they always comment on how I have very poor and awkward phrasing
That's not a very good editorial comment. Ask them how you could phrase it better. If they can't tell you how they might not even be correctly identifying what is awkward or bad.

In general, we all become better at writing with more practice. Write about your day, about your dog, about your friends, whatever you want, just practice.

However, each type of writing is a little different. For each specific thing you want to learn how to do better (cover letters, college papers) read as many good examples of those things as you can get your hands on, and emulate them.

Finally, the Purdue Online Writing Lab (OWL) has lots of great advice and lessons for many different specific types of writing, including job search, research, etc.
posted by SaltySalticid at 4:10 PM on August 2, 2017 [2 favorites]


I think I have a lot more problems of this kind when I don't have enough sleep. Take a sleep-a-lot vacation, and if you start feeling a lot better, see if that doesn't have a salutary effect on your writing.
posted by amtho at 4:42 PM on August 2, 2017


It sounds like you are mainly concerned about cover letters, so here are some tips.
-Read your draft out loud to yourself or another person. This will show you where things are awkward or don't make a lot of sense.
-Use the exact language from the job posting (or other source, like their website). I.e. if they want someone who "displays fluency between platforms,"say you can do that, in those words. Also in your letter, mention things in the order they were mentioned in the ad.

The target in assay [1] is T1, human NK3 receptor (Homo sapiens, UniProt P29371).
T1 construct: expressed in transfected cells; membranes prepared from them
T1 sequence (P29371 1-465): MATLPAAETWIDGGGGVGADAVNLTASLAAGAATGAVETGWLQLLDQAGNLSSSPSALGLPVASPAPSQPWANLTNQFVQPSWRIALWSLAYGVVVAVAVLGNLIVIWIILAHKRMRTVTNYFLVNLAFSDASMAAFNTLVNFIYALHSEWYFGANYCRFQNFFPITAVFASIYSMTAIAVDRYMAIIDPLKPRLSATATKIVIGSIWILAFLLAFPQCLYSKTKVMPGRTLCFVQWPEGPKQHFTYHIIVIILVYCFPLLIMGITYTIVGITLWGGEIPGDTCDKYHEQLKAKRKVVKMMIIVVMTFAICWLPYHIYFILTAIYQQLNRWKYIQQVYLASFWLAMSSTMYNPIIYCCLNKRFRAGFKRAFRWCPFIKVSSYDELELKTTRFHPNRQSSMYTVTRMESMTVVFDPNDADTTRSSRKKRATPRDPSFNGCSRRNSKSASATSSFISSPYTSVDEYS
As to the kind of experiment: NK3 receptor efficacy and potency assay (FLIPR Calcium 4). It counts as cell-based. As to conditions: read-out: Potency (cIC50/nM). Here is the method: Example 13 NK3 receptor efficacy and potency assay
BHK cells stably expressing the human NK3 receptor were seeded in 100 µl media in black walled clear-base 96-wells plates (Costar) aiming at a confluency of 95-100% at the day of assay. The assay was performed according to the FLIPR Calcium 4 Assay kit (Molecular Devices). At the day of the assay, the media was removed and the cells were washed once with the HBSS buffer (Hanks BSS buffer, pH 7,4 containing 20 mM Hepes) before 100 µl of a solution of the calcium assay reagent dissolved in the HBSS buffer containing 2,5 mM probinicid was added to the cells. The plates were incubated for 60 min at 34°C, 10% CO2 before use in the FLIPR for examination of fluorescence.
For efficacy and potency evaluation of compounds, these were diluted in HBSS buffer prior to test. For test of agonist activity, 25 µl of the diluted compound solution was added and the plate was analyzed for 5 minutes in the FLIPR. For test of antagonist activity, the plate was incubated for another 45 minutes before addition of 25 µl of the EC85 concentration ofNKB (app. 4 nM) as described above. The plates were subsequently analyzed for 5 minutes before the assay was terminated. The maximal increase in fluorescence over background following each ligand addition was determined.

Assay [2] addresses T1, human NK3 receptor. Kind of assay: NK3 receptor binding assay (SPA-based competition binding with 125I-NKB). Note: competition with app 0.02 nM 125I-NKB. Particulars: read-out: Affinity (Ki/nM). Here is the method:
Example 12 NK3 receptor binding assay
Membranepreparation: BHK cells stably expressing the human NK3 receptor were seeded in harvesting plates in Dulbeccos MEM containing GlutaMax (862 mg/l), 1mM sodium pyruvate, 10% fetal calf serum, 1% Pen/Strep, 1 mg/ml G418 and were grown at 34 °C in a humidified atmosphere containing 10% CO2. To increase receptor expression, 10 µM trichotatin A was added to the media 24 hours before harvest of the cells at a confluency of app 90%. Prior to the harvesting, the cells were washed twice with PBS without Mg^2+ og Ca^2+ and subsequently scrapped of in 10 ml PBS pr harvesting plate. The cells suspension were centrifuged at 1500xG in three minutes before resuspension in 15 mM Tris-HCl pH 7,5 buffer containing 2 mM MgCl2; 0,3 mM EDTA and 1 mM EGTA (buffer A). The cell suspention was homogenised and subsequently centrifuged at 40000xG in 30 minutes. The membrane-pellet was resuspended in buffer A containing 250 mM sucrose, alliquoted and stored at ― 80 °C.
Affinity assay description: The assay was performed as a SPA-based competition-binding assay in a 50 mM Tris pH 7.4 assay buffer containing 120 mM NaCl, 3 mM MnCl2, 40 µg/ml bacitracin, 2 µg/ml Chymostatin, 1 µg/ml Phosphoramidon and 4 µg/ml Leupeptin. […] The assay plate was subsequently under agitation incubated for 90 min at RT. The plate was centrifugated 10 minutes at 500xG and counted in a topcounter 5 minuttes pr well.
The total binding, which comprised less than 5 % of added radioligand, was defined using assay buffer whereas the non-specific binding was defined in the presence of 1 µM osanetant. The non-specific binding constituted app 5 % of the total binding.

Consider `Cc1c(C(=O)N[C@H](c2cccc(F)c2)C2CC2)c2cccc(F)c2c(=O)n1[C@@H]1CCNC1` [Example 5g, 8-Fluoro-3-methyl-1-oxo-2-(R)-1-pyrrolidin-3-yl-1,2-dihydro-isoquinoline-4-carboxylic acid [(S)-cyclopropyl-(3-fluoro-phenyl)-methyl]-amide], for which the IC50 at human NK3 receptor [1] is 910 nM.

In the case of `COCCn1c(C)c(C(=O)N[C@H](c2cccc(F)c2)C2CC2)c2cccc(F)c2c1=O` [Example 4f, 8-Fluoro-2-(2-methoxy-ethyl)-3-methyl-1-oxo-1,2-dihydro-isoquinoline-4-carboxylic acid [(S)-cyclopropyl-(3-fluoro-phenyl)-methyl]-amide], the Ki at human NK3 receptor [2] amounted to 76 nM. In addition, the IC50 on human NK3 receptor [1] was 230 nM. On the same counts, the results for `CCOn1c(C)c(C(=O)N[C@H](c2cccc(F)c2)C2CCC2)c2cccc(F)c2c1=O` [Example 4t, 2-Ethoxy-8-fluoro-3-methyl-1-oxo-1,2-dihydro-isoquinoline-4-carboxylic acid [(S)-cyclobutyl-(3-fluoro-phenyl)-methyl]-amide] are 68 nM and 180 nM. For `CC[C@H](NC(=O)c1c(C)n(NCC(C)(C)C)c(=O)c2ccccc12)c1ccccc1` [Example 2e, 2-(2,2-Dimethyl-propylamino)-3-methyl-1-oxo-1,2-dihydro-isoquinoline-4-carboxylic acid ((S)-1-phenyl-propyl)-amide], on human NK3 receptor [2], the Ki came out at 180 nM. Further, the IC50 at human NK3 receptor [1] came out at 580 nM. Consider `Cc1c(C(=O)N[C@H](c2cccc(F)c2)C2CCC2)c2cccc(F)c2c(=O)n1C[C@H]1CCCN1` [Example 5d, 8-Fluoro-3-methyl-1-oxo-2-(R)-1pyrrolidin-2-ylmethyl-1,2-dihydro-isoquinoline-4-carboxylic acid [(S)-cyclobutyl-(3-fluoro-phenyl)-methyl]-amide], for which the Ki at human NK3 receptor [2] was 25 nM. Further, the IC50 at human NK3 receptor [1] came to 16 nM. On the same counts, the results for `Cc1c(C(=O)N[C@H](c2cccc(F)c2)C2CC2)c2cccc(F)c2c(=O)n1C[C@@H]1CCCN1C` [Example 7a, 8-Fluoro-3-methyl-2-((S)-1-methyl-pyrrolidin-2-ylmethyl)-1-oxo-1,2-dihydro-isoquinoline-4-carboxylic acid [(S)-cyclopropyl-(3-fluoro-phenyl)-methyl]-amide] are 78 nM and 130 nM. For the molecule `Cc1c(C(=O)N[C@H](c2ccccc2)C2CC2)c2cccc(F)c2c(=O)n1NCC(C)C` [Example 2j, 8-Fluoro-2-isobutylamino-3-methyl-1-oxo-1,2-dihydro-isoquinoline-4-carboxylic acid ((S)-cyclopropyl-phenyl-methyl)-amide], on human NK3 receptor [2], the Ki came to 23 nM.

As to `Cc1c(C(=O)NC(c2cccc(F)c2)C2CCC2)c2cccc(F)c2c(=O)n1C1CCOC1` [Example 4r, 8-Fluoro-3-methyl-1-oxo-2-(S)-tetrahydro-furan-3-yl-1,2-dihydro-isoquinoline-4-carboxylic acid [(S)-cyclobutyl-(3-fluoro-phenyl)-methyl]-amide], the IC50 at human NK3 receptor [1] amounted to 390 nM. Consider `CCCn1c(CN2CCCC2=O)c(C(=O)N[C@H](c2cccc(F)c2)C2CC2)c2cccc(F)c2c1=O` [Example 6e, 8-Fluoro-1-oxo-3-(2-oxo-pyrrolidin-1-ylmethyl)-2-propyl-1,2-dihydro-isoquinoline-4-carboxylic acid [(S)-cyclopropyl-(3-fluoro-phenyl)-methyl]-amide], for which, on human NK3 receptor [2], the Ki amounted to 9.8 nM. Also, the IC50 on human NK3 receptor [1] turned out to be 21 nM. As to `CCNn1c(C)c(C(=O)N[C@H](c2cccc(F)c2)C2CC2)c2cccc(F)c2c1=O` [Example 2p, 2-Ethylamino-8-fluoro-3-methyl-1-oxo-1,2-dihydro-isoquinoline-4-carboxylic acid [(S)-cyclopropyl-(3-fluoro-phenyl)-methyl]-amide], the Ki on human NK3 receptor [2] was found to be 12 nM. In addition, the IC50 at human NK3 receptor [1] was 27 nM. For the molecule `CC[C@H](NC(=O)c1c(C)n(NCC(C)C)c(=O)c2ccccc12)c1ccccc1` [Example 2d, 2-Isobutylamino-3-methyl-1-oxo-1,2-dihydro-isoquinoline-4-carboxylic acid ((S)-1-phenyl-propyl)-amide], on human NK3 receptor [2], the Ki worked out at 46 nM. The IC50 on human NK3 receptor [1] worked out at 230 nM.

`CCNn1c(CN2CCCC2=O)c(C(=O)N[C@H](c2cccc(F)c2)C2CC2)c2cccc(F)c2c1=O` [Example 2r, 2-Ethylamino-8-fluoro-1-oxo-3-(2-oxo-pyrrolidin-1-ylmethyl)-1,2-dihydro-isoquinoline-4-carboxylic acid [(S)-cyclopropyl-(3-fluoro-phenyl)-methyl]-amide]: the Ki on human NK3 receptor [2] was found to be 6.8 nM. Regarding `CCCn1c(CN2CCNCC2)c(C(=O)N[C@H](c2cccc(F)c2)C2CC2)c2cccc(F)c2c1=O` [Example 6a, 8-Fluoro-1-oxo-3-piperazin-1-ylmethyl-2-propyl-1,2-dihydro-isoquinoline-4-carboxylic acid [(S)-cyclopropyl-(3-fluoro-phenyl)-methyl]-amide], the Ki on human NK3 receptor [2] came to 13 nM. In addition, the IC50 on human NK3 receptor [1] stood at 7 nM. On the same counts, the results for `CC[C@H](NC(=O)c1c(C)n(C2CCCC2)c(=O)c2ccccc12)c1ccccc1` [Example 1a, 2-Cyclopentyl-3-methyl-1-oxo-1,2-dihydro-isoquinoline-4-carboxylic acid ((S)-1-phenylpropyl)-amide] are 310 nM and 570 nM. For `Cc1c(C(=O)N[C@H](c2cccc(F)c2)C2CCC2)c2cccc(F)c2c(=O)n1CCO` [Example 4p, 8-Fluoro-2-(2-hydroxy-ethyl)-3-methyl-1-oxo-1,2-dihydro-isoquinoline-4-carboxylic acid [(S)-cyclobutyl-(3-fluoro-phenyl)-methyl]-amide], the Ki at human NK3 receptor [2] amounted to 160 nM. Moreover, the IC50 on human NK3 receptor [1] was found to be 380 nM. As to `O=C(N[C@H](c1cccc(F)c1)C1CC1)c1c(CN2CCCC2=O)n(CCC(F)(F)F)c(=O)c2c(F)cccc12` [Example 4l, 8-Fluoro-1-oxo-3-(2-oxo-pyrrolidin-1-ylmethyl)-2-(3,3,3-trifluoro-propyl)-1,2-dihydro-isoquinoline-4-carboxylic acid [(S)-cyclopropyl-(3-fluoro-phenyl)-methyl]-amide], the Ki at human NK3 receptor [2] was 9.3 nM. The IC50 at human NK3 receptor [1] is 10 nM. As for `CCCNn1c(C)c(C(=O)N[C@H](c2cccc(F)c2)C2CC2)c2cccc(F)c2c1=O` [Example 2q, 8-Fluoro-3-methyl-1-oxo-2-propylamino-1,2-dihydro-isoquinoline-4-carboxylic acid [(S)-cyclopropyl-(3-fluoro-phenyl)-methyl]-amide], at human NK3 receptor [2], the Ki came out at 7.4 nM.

-Verbs, not adjectives! It's hard to stress this enough, but if you use really strong verbs, that makes a world of difference, whereas adjectives kind of dilute your writing.
-Always active voice, not passive.
posted by mermaidcafe at 4:52 PM on August 2, 2017 [2 favorites]


For longer work, I like to outline what I'm going to say in bullet points before writing it. Then you have the skeleton of the thing built, and you just have to fill in the details. This helps me in that I'm not trying to do all of topic, grammar, word choice, order, sentence structure and spelling at the same time. The basic idea, the topic and the order are already done in your outline.

If you're building a house, you may not want to worry about furniture, paint and floor covering before you've even laid out the rooms. Lay out the rooms first and then worry about the rest of it.

For reference, I consider myself a fairly slow writer, and it took me about two hours per page to write anything decent when I was in school.
posted by cnc at 5:02 PM on August 2, 2017 [1 favorite]


This is all solid advice. Have you tried waiting until the last minute? I find that to be an excellent motivator to write fast.
posted by runcibleshaw at 5:11 PM on August 2, 2017


A writer friend of mine used to prompt me with this question when I was struggling to phrase something: "what do you want to say?" Most of the time, the verbal answer to that question was a perfectly good sentence, and simpler than whatever I'd been struggling with before.
posted by fingersandtoes at 5:17 PM on August 2, 2017 [5 favorites]


One thing that helps me a lot with writing cover letters is to read other peoples' cover letters for inspiration. Ask a Manager has a couple examples. You can start to see how to structure them, how they flow, etc.
posted by radioamy at 5:23 PM on August 2, 2017 [1 favorite]